Barclays informed savings and checking account holders yesterday that it will start selling anonymized data on its customers to other companies, according to media reports. The bank said that it plans to compile transactional data on accounts into reports that can be sold to companies or government agencies starting in October of this year.
Customers were informed that changes in the terms and conditions of their account had changed to reflect the data-selling initiative. The bank also informed customers that ti would start tracking their mobile phone in October in order to detect possibly fraudulent charges made in other countries. Customers will be able to opt out of having their phone tracked, but will not be able to opt out of having their data collected and sold.
Barclays says that the data that it sells will be numerical and other entities will not be able to identify individual customers from it.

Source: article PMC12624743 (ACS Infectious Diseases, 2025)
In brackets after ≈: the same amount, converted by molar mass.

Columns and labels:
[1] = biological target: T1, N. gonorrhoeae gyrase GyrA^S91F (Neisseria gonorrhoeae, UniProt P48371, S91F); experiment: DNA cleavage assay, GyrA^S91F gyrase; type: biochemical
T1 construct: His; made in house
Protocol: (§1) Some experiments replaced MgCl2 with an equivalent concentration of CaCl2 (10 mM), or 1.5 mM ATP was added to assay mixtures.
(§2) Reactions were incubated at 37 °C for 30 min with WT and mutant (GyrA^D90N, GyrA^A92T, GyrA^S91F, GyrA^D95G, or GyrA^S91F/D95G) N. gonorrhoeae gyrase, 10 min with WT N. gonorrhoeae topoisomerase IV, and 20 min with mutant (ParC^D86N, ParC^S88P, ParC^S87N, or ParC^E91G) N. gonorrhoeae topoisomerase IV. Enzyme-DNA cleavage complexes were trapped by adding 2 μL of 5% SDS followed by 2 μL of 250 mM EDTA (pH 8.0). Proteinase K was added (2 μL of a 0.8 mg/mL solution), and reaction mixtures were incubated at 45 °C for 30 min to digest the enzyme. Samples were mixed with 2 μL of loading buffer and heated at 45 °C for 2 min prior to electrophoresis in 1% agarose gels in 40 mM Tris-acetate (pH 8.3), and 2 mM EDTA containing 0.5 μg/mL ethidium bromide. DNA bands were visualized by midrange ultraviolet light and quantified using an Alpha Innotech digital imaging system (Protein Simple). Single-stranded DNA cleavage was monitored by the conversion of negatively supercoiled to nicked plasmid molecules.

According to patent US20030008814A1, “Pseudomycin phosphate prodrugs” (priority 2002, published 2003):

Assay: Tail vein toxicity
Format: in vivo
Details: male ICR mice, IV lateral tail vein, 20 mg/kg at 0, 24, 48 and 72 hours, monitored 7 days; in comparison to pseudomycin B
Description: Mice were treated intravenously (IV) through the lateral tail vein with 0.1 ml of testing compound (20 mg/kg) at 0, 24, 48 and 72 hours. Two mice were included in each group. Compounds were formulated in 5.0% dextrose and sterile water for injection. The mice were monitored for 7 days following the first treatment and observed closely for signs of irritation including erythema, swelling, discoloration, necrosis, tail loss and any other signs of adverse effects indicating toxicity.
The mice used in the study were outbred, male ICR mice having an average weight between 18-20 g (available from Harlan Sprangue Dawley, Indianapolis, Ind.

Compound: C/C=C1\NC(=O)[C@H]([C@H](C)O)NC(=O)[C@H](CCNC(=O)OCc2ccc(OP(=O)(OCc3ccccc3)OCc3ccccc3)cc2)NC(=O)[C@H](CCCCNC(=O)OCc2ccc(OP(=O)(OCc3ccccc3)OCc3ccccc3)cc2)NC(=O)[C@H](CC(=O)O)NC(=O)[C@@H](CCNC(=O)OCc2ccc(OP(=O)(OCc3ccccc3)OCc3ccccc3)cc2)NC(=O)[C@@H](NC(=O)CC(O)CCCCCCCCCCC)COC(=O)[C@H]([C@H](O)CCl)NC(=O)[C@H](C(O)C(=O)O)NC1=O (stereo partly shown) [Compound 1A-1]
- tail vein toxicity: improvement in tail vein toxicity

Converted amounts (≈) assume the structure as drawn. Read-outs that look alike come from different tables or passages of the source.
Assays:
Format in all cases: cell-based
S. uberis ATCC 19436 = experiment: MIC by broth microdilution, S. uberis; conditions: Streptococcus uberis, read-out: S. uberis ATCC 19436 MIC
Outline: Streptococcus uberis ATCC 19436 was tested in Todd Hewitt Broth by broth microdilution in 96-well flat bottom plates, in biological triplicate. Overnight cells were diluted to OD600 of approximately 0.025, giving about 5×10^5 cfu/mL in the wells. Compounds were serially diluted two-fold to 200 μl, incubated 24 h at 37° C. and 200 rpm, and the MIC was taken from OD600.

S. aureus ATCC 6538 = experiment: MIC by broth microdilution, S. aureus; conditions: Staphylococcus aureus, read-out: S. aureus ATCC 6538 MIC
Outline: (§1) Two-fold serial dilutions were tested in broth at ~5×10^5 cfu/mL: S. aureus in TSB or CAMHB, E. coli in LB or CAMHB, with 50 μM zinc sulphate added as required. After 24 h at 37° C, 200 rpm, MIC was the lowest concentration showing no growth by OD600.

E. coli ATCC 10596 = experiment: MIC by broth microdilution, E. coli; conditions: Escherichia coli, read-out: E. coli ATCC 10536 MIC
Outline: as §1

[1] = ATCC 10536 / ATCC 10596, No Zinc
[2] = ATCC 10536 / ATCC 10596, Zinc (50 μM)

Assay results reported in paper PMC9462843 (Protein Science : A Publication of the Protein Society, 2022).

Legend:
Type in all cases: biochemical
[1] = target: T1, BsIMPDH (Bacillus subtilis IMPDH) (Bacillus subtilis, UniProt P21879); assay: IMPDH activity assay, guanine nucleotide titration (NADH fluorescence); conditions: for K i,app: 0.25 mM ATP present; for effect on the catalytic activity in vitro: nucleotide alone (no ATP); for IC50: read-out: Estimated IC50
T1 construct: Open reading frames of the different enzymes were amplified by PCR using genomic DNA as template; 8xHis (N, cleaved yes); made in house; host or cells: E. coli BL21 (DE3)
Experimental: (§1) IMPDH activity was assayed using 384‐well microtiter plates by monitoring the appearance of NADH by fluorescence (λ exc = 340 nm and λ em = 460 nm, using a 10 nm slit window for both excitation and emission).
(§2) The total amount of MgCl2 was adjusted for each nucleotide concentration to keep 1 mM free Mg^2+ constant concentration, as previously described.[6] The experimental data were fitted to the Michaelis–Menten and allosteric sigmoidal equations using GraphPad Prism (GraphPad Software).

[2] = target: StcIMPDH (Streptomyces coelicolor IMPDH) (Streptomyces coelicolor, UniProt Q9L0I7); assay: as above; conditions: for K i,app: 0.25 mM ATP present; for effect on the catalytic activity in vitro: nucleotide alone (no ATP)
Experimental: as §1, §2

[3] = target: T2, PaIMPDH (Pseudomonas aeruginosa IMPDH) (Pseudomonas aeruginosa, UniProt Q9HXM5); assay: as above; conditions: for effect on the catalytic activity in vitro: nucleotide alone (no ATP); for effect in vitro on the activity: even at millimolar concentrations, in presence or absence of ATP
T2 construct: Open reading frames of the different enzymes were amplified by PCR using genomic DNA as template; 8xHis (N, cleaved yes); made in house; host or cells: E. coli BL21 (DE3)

Some companies have been criticized over selling anonymized data though, including MasterCard when it announced last year that it would sell data on the purchasing behavior of its U.S. customers to major advertisers. MasterCard said that other companies couldn’t identify their customers form the information it sold. But MasterCard did not publicly state how the system for compiling and anonymizing the data worked, leading to criticism from privacy advocates.
Barclays already collects and aggregates data for its own Bespoke Offers program that analyzes customer data to find relevant coupons to major retailers.
Jonathan Camhi has been an associate editor with Bank Systems & Technology since 2012. He previously worked as a freelance journalist in New York City covering politics, health and immigration, and has a master's degree from the City University of New York's Graduate School ... View Full Bio